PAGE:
‘Use an abundance of caution,’ Dr. Leana Wen urges business leaders during GBC webinar on COVID-19

Dr. Leana Wen

During a May 19, 2020, Greater Baltimore Committee (GBC) Newsmaker Speaker Series Zoom webinar, national public health expert Dr. Leana Wen provided an update on the coronavirus pandemic to the regional business community. She discussed considerations related to the relaxing of restrictions and returning to work and what businesses should be doing to prepare. GBC President and CEO Donald C. Fry moderated the discussion.

In her opening remarks, Dr. Wen, who is an emergency physician and Visiting Professor of Health Policy and Management at George Washington University Milken School of Public Health and former Baltimore City Health Commissioner, mentioned her appearance at a previous GBC Newsmaker on March 12 and said, “We’ve seen the terrible toll COVID-19 has had on our lives and our livelihoods” since then and noted that it’s “only been two months” since the pandemic arrived in this country.

On the topic of social distancing, Dr. Wen said, it has paid off, but we are going to see cases surge again. “Fifty states are reopening in some capacity this week and a lot of public health officials would say we are not ready to do so. Nothing about this virus has changed. It’s still just as contagious as it was two months ago.”

As those states begin to reopen, Dr. Wen suggested some things we can do to reduce the risk of each encounter, such as considering the distance between desks, suggesting staggered schedules and having students spend half a day outside.

Dr. Wen also provided some specific advice to employers about the reopening process:

  • The virus is most likely to be transmitted indoors, in crowded spaces where people are gathered for a period of time. She reminded the webinar attendees that “social distancing is a privilege not everyone has. If you can stay home, do so. I would advocate people stay working remotely as much as possible. For all kinds of reasons we should try to limit non-essential work.”
  • Have a plan for return, someone who is in charge of implementing that plan and potentially eliminating break areas and meeting rooms.
  • Messaging to your employees is exceedingly important. “Talk about what we know and what we don’t know,” Dr. Wen said. It would not be responsible for any of us to say, ‘You are safe.’ Because you’re not. Be really upfront and honest about the steps you’re taking.”

Even with taking precautions, however, Dr. Wen said, “I fear that we will not just have a second wave, but multiple waves” and there could be an even greater recurrence in the fall during flu season.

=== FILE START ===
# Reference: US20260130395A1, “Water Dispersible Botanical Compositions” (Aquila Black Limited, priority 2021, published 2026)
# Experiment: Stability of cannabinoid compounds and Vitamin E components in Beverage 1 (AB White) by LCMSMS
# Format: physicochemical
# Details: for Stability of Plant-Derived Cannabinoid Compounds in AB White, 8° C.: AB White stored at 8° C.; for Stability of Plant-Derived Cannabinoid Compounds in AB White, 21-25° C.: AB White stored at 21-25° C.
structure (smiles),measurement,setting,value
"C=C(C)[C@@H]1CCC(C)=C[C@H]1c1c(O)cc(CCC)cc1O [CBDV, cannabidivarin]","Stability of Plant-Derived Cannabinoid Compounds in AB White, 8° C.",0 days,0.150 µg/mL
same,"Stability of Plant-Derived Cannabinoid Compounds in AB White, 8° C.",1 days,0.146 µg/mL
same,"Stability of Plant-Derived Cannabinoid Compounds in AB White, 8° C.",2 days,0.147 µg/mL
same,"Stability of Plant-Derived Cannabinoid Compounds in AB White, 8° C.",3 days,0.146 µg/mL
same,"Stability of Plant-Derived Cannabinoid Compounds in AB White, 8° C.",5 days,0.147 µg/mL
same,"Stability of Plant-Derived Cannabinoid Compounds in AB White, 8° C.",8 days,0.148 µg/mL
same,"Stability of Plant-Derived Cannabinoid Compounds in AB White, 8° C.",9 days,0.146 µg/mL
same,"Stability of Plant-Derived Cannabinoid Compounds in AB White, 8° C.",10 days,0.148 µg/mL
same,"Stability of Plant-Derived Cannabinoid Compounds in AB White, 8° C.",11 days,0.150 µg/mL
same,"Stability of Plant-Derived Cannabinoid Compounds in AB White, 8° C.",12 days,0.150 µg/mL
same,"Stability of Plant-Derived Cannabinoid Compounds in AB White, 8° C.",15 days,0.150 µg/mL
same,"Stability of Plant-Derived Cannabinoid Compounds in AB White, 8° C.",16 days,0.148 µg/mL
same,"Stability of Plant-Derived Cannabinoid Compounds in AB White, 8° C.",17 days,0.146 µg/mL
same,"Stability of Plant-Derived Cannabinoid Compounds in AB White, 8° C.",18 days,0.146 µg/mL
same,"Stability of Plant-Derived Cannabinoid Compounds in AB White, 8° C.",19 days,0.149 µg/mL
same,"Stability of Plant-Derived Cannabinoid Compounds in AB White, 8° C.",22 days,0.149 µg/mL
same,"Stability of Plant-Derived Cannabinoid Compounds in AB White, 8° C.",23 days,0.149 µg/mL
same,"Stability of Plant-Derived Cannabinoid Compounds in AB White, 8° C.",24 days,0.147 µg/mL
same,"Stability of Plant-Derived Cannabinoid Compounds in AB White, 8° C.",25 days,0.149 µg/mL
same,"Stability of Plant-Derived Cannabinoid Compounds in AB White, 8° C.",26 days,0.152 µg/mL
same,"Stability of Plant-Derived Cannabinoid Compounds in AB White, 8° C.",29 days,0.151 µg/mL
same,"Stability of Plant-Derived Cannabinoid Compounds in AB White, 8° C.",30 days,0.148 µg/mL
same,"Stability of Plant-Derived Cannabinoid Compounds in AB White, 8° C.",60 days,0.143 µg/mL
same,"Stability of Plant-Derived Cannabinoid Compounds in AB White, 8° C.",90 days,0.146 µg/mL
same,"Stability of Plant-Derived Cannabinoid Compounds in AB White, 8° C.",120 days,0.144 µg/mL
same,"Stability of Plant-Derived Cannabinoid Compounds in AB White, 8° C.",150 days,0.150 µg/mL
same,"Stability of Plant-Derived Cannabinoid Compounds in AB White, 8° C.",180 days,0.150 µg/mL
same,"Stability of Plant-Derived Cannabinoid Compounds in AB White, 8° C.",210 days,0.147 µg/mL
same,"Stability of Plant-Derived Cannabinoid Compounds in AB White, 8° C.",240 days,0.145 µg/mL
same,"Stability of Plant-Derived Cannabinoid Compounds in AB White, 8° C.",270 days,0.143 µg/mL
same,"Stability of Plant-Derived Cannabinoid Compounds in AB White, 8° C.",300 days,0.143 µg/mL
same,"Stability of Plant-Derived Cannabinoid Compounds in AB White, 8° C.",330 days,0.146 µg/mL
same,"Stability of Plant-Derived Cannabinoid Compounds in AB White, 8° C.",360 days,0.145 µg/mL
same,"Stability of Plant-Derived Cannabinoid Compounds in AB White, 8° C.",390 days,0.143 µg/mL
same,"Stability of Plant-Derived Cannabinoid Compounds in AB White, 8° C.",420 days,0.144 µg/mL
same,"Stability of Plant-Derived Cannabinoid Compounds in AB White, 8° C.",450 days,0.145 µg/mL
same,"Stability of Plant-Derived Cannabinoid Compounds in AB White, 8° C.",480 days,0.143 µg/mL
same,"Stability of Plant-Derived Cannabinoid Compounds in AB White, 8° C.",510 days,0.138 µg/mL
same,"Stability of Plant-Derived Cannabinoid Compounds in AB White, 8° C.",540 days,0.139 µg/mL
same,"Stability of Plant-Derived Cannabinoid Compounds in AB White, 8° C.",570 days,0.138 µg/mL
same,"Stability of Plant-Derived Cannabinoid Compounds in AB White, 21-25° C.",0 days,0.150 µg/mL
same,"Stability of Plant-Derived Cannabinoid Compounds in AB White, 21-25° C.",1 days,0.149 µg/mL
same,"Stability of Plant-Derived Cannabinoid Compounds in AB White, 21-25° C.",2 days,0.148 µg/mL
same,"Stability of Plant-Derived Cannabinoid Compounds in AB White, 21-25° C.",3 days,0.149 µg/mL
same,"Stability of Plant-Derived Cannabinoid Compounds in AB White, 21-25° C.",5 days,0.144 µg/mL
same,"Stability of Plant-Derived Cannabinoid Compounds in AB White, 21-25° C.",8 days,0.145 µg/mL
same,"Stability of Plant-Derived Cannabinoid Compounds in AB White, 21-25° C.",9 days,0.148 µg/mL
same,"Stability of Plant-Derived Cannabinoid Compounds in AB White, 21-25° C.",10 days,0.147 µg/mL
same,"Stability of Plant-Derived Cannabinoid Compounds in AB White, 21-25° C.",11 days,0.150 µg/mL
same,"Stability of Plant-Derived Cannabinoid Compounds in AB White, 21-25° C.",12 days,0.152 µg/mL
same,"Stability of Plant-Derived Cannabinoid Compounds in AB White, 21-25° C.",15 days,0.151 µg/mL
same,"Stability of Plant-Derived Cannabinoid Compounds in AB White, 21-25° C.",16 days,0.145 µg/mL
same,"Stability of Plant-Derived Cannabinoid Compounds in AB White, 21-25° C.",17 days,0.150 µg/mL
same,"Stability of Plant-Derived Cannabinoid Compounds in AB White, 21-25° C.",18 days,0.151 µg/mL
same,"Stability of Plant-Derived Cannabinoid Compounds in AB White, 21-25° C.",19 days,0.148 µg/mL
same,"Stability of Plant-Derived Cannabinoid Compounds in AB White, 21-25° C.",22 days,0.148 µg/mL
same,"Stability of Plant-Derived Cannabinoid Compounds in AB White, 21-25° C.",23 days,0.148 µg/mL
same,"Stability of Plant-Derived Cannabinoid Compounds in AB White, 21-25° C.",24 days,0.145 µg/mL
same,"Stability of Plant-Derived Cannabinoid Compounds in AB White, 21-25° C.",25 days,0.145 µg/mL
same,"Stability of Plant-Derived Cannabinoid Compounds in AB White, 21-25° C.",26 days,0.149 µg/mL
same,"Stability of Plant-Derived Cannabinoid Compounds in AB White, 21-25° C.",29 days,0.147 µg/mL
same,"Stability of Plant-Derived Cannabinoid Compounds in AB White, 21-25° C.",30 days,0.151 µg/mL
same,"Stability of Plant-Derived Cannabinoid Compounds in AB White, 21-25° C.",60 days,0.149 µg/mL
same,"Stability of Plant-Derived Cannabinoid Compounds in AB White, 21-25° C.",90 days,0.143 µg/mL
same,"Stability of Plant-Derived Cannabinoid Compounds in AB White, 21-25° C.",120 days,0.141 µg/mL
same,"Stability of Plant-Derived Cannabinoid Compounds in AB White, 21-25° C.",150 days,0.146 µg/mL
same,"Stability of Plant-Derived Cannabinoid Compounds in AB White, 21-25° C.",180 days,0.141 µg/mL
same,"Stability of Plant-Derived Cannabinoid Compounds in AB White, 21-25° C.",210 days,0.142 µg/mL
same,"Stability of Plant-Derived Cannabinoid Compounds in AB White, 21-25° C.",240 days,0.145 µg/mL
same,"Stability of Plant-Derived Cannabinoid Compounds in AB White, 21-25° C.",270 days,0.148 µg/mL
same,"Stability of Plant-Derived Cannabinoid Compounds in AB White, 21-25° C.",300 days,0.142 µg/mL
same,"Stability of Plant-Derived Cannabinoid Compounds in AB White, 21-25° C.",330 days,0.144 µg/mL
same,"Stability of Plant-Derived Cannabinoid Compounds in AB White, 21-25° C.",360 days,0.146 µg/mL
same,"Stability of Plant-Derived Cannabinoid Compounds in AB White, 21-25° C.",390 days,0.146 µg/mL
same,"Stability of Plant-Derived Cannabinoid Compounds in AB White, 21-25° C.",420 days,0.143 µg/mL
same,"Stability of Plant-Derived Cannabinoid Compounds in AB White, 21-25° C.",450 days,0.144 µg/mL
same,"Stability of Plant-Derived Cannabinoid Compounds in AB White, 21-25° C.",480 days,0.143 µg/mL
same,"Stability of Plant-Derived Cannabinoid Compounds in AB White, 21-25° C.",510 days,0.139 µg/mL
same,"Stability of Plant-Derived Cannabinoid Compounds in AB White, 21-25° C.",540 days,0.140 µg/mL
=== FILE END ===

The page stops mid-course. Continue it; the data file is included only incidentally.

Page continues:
Some things to think about, according to Dr. Wen, are:

  • The potential for a vaccine or treatment
  • Timelines in relation to reopening — paying particular attention to timelines from weeks to months, not days to weeks
  • Preparation for a surge in the fall
  • A national strategy
  • Clear messaging

During a question-and-answer session, Dr. Wen, who is a contributing columnist for the Washington Post and appears frequently on CNN, MSNBC and BBC, fielded questions about contact tracing, vaccines, antibodies, racial and socio-economic disparities in communities of color and ways to protect your staff and communicate with them about precautions taken at their place of employment.

She said the key to reopening is “a combination of testing, tracing and isolation. All three have to come together.”

About the disparities, Dr. Wen said, “In Baltimore, COVID-19 has very forcefully unmasked these underlying disparities,” which are due to several factors, including underlying health conditions, the likelihood of being an essential worker without the privilege of telecommunication and living in denser housing. She also said this emphasizes the need for affordable health care, free testing, going to where the people are and providing access to food.

In her closing remarks, Dr. Wen urged her audience to remember, “We are reopening regardless of whether it’s safe to do so, despite not having the capabilities to do so safely. We need to reduce risks as much as possible. Use an abundance of caution.”

Resources: Dr. Wen recommends the Centers for Disease Control and Prevention website, cdc.org.

Also see:


COVID-19: GBC Coverage and Response

COVID-19 Resources and Helpful Websites

Special Update on State and Federal Legislation Related to COVID-19

Coverage of GBC Member companies’ philanthropic responses to COVID-19